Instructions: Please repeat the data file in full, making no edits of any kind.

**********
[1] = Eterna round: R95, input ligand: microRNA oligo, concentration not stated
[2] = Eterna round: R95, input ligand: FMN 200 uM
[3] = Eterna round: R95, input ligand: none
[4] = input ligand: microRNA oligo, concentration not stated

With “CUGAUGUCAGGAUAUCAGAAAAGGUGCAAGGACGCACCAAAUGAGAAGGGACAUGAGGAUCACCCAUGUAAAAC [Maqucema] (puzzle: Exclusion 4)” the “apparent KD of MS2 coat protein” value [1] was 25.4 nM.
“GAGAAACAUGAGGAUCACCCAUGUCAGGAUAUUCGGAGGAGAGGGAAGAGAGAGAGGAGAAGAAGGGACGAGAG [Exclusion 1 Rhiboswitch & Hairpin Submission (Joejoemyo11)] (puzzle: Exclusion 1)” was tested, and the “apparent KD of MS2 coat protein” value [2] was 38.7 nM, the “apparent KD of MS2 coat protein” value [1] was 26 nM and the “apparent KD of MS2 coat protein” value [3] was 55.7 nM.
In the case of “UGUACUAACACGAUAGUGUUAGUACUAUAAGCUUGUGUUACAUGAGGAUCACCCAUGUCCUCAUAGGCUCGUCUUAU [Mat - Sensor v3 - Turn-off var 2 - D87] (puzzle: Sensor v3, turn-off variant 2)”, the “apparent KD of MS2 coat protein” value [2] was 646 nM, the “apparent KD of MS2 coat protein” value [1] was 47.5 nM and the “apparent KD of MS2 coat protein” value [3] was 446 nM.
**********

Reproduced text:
[1] = Eterna round: R95, input ligand: microRNA oligo, concentration not stated
[2] = Eterna round: R95, input ligand: FMN 200 uM
[3] = Eterna round: R95, input ligand: none
[4] = input ligand: microRNA oligo, concentration not stated

With “CUGAUGUCAGGAUAUCAGAAAAGGUGCAAGGACGCACCAAAUGAGAAGGGACAUGAGGAUCACCCAUGUAAAAC [Maqucema] (puzzle: Exclusion 4)” the “apparent KD of MS2 coat protein” value [1] was 25.4 nM.
“GAGAAACAUGAGGAUCACCCAUGUCAGGAUAUUCGGAGGAGAGGGAAGAGAGAGAGGAGAAGAAGGGACGAGAG [Exclusion 1 Rhiboswitch & Hairpin Submission (Joejoemyo11)] (puzzle: Exclusion 1)” was tested, and the “apparent KD of MS2 coat protein” value [2] was 38.7 nM, the “apparent KD of MS2 coat protein” value [1] was 26 nM and the “apparent KD of MS2 coat protein” value [3] was 55.7 nM.
In the case of “UGUACUAACACGAUAGUGUUAGUACUAUAAGCUUGUGUUACAUGAGGAUCACCCAUGUCCUCAUAGGCUCGUCUUAU [Mat - Sensor v3 - Turn-off var 2 - D87] (puzzle: Sensor v3, turn-off variant 2)”, the “apparent KD of MS2 coat protein” value [2] was 646 nM, the “apparent KD of MS2 coat protein” value [1] was 47.5 nM and the “apparent KD of MS2 coat protein” value [3] was 446 nM.